Basic principles of TAP Hammer (or Coin) Testing

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Sofema Online (SOL) considers the basic principles related to effective inspection of composite materials using TAP hammer method.


The following information identifies in details the basic principles of tap hammer testing as part of Aviation Composite Inspection techniques how to ensure effective practical training how to provide oversight of the correct performance of the task

>> Tap hammer testing, also known as tap testing or coin tap testing, is a simple and effective non-destructive testing (NDT) method used in aviation for the inspection of composite materials. It is primarily used to detect delamination’s, voids, or disbonds in composite structures.

>> Composite materials have different acoustic and vibrational characteristics compared to metallic materials. When the tap hammer strikes a defect-free area, the composite structure produces a characteristic sound and vibration response. Any variations in these responses indicate the presence of defects.

Basic Principles of Tap Hammer Testing:

>> The principle behind tap testing is simple. When a composite material is tapped with a small hammer or similar tool, it produces a distinctive sound.

>> When the hammer strikes the surface, it creates a compressive wave that travels through the material. If there is a defect, the wave will reflect back, altering the sound produced.

>> This sound is different when the material is solid compared to when there is a void or delamination.

>> Thus, by listening to the sound produced by the tap, experienced technicians can often identify potential issues.

Sound and Vibrational Differences:

The basic principle behind tap testing involves understanding the differences in sound and vibrational response between healthy and damaged composite structures.

>> A healthy structure will produce a sharp, crisp sound, while a damaged or delaminated structure will emit a dull, hollow sound.

Skill and Experience:

It's important to note that tap testing is as much an art as it is a science. The ability to accurately identify defects is often dependent on the experience and training of the inspector.

The tap hammer produces an audible sound when it strikes the composite surface. An experienced inspector listens to the sound produced and determines if it is consistent with a defect-free structure or if there are anomalies that suggest the presence of defects.

>> Different defects can produce distinct sounds, allowing for identification of specific issues.

>> The tap hammer also generates vibrations that propagate through the composite material. An inspector can place their hand or a sensor on the structure to feel these vibrations.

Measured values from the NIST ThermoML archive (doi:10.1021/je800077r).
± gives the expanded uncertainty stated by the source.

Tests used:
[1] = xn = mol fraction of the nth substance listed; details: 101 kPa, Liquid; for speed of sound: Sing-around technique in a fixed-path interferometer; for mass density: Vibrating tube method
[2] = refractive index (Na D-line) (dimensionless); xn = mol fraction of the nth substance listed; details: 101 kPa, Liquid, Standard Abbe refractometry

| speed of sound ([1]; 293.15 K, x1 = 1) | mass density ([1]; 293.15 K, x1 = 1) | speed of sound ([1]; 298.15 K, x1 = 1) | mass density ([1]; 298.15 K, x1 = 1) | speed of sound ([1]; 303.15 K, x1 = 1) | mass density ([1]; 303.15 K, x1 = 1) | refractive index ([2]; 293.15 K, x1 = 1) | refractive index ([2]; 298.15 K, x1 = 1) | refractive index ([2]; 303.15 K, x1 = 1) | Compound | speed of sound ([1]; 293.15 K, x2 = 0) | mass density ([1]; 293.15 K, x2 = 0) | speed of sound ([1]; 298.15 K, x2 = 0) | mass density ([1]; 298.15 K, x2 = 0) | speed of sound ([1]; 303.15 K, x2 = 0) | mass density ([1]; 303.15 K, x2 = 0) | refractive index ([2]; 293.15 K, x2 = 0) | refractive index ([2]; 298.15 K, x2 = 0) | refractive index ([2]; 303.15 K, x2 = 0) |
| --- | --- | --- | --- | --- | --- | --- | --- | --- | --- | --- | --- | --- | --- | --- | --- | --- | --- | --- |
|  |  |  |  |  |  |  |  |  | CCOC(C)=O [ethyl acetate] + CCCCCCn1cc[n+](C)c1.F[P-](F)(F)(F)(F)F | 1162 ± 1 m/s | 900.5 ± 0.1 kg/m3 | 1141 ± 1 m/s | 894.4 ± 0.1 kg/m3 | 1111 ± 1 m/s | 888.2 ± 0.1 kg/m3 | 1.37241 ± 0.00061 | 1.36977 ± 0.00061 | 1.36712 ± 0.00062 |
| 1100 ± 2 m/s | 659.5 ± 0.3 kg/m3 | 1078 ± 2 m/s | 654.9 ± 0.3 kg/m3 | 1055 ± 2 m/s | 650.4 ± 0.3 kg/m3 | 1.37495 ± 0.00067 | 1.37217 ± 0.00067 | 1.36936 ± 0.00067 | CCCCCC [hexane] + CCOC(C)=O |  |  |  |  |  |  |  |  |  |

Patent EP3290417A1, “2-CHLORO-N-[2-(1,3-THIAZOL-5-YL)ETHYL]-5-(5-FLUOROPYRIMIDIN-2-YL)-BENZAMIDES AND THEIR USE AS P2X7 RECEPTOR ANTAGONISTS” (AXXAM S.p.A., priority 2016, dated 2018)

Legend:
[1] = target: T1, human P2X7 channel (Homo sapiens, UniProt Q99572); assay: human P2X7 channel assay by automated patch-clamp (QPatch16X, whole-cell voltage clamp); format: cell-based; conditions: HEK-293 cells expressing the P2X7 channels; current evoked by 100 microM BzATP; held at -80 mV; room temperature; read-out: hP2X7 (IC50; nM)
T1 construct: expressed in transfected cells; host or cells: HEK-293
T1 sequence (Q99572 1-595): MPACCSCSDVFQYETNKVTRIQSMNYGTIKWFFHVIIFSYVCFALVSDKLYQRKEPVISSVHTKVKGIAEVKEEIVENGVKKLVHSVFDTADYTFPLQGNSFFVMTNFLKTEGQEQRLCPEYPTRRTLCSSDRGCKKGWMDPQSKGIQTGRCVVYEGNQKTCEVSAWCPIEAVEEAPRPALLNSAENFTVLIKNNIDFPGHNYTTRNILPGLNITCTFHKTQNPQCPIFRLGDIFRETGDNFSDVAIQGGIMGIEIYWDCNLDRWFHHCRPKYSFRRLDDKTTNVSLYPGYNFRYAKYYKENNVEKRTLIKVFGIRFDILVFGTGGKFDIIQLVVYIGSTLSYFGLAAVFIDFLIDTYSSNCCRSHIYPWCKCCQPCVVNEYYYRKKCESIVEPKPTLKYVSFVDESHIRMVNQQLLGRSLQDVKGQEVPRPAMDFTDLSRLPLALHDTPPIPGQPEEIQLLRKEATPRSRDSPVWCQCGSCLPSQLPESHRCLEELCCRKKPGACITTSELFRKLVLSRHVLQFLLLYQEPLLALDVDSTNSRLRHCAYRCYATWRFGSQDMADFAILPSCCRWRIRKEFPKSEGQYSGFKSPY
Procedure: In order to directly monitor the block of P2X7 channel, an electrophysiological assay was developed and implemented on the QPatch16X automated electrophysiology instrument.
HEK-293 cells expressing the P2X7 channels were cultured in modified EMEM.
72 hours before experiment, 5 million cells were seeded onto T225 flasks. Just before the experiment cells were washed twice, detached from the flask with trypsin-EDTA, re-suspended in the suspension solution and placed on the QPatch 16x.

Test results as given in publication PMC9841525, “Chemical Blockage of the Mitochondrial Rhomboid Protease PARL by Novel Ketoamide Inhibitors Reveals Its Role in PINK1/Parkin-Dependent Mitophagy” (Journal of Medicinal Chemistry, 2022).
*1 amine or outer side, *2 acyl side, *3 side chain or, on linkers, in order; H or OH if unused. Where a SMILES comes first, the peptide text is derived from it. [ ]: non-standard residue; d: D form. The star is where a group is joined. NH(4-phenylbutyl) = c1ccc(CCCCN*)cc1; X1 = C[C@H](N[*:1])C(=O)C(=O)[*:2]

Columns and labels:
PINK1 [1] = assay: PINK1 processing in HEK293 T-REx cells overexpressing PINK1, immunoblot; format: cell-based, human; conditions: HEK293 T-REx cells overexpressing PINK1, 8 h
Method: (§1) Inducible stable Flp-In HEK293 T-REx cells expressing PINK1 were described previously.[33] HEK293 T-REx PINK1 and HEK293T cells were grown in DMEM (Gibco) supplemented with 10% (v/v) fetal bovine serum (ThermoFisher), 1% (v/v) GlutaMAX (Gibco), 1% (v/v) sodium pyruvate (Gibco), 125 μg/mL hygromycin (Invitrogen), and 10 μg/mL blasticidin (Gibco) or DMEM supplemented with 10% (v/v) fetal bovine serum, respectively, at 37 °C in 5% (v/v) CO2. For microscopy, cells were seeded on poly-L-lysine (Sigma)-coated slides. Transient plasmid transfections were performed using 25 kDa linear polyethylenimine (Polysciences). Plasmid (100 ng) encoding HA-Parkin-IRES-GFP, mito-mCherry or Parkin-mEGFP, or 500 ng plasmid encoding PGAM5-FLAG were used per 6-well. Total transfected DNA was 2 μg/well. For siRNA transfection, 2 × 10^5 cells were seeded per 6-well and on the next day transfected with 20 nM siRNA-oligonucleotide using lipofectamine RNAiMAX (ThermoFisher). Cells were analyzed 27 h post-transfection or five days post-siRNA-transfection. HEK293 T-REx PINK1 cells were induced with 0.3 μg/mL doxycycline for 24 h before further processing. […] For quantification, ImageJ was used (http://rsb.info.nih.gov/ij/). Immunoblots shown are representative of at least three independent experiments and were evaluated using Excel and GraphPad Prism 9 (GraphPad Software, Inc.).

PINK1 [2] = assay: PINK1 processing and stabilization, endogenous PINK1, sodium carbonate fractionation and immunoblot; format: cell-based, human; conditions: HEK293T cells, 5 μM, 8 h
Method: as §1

>> Defects in the composite, such as delaminations or disbonds, can alter the vibration patterns, resulting in variations that can be detected through touch or with specialized vibration analysis tools.

Ensuring Effective Training Including Practical

>> Provide trainees with a solid theoretical background about composite materials and the science behind tap hammer testing.

>> This includes the nature of composite materials, their common defects, and the physical principles of sound and vibration.

>> Carry out demonstrations on known good and bad samples to provide a practical illustration of the sound differences.

>> Use of various tools and samples with different thicknesses and composite materials can also be beneficial.

>> Encourage plenty of hands-on practice with supervision. Trainees should practice on composite panels with known defects until they are able to reliably detect these defects.


>> The training is conducted by knowledgeable and experienced instructors who can share practical insights, troubleshoot issues, and provide expert guidance.

>> Instructors should be well-versed in tap hammer testing techniques and composite inspection standards.

>> We need to Provide trainees with opportunities to inspect actual aircraft components or composite structures that have known defects.

o   This allows them to compare their findings with the known defects, reinforcing their understanding of tap hammer testing and increasing their proficiency.

Next Steps

>> Follow this link to the SAS Library to find & Download related documents for Free

Sofema Aviation Services ( offers the following 2 day course - Composite Material TAP Testing for Aviation Inspectors

For additional questions or comments – please email [email protected]




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